||David Alan Stevenson
||Latitude 57 36.6'N
Longitude 01 48.9'W
||Flashing (3) White every 30 secs
||White tower. Lower part granite, upper
part brick, 34 metres high. There are 64 steps to top
||2 blasts every 45 seconds.
In 1849 Mr Alan Stevenson, Lighthouse Engineer, undertook a series
of experiments to find out whether Rattray Briggs could be effectively
marked by a red arc shown from the flashing light of Buchan Ness.
On the completion of these experiments in 1857 he reported that
such a scheme was not possible. In 1859 the Commissioners again
sanctioned experiments after a suggestion by Captain Bedford,
who reported that the lantern at Buchan Ness be altered. The Engineers
reported In October 1862 and January 1863 that it had been found
impossible to obtain a cut off which would be of any practicable
value, and that Rattray Briggs should be marked by the aid of
a light. The matter rested until 18 November 1874 when the Sheriff
of Renfrew and Bute called for a light at Rattray Head. Once again
the Engineer was asked to report and once again he recommended
the erection of a Lighthouse. Consequently, on 17 December 1874,
Trinity House was asked to agree. On 18 January 1875, Trinity
House wrote stating that the dangers of Rattray Briggs could be
avoided by use of lead and by not coming under 20 fathoms of sounding
and refused permission. It was decided that the Commissioners'
Inspection Committee should examine the site during their Inspection
Voyage. Having done so they resolved to continue pressing for
the building of a light.
The matter fell into abeyance until 18 March 1887, when William
R Lord, Master, SS "Critic" reopened the subject by
writing to the Commissioners, "It is a rare thing to pass
this dangerous point without finding a ship of some sort stranded
and it is one of the most prominent turning points of North East
Scotland. Mariners will consider it a great boon by having a light
placed here". He was informed by the Commissioners that there
was no money available for such a project. On 14 November 1889
a further application for a light was received from the local
Fishermen of Peterhead and this was sent to the Engineer, David
Alan Stevenson, who reported that the area "was notorious
among mariners for its foul ground, rapid tides and high and dangerous
seas. No part of the East Coast of Scotland was more dangerous
than this. Also a light was more important in view of the fact
that a harbour of refuge was being built at Peterhead at an estimated
cost of £500,000". In March 1890 Trinity House was
approached for permission once again. They refused sanction stating
that they had "no reason for reversing their previous decision
in the absence of any evidence that traders, upon whom the cost
of its support would fall, are desirous of a light on Rattray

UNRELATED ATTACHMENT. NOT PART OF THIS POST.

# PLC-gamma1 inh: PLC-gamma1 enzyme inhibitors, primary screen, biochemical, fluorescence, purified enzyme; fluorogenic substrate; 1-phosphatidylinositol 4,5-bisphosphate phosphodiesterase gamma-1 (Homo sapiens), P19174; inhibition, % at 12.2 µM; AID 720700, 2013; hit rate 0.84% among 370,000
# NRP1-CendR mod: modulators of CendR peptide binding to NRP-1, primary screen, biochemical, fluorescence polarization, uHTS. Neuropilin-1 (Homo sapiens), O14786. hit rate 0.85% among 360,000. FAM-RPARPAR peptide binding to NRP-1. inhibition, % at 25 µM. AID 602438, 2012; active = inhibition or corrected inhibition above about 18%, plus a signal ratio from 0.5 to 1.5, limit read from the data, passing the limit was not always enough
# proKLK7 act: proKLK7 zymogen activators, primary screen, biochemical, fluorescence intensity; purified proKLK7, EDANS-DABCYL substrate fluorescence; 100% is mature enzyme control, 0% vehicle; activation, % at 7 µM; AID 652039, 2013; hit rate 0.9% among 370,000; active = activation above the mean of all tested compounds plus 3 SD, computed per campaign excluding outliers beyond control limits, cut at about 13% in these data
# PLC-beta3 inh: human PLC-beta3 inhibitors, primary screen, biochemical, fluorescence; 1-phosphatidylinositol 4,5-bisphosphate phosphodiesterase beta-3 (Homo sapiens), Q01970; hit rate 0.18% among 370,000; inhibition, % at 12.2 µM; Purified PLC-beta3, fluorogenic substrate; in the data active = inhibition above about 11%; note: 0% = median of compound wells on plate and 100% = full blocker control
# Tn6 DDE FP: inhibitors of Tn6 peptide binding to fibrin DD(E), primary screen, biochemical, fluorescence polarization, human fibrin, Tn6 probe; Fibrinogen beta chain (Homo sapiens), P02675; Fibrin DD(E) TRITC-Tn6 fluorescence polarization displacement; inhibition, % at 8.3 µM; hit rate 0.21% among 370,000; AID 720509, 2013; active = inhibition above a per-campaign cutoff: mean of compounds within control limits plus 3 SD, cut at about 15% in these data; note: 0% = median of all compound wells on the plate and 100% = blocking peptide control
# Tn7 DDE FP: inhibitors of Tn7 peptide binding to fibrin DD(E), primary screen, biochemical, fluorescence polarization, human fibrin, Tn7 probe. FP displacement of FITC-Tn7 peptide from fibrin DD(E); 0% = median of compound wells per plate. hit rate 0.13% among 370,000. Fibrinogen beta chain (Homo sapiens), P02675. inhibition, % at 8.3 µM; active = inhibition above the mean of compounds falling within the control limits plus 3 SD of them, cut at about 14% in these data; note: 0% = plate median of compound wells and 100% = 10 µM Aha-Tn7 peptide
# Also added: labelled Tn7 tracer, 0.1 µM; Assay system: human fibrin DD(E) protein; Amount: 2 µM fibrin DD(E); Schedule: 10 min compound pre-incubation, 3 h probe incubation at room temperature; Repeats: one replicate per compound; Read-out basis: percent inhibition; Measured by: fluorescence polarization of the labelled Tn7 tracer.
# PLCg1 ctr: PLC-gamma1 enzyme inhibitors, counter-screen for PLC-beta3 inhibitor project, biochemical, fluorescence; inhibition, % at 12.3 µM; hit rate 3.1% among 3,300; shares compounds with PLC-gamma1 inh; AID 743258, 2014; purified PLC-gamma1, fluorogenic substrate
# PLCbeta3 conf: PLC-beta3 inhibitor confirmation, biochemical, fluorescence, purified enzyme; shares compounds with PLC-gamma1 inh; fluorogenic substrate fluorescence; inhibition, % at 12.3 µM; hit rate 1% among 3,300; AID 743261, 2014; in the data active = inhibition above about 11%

Head and are willing to pay the necessary toll for its maintenance".
The Engineer set about obtaining the necessary support from shipowners
and received it from the following.
1) Henderson Brothers, Glasgow
2) Langland & Sons, Liverpool who sent 4 reports
from 4 Captains sailing in the area.
3) James Currie & Co, Leith
4) A C Gow & Co, Glasgow
5) C Salvesen & Co, Leith
6) G Gibson & Co, Leith
7) Joseph Robinson & Sons, North Shields
8) John Warrick & Co, Leith
9) Secretary, Leith Shipowners Society
10) Secretary, Lloyd's London
11) Arrow Shipping Co, Newcastle
12) North of Scotland, Shetland, Orkney Shipping Co
13) Dundee Harbour Trustees
14) Peterhead Harbour Trustees
The Commissioners decided to by-pass Trinity House and forwarded
the list direct to the Board of Trade. On 30 December 1890 the
Board of Trade wrote stating that they had sanctioned the building
of a Lighthouse and Fog Signal at Rattray Head. Trinity House's
sanction followed on 8 January 1891. Estimated cost £18,169
2/6d made up as follows:-
||Offer by David Porter of Aberdeen for Tower
and dwelling houses
||Lantern, parapets, apparatus
||Fog Signal apparatus
||10% Incidentals (of 2,3 and 4)
Actual Cost = £18,949 1/1d
Quite a new departure in lighthouse design was planned. Stevenson
built a rock tower in two parts, the lower containing a foghorn
and engineroom, the upper the lightkeepers' room and lantern.
It was the first time that a first-class siren fog signal had
been installed in a rock lighthouse.
Work was begun in 1892, and the masonry of both portions of the
tower was completed in sixteen months, spread over three seasons.
The lower section was 46 feet high, with an entrance door reached
by a 32 foot outside ladder, at high water it is covered to a
depth of 7 feet but it is possible to walk ashore when the tide
is out. The upper section brings it to a total height of 120 feet
above the rock. The five-wick paraffin lamp, when first lighted
In 1895, had a candle-power of 44,000, compared with 6,500 at
neighbouring Buchan Ness. The Light was exhibited for the first
time on 14 October 1895. Many changes have taken place since 1895.
A mains electricity supply and telephone cable were laid under
the sea-bed and completed in September 1977. In February 1982,
the light was made fully automatic and the keepers withdrawn.
Head Lighthouse (Lighthouse Depot)
Head Lighthouse (Fred D.)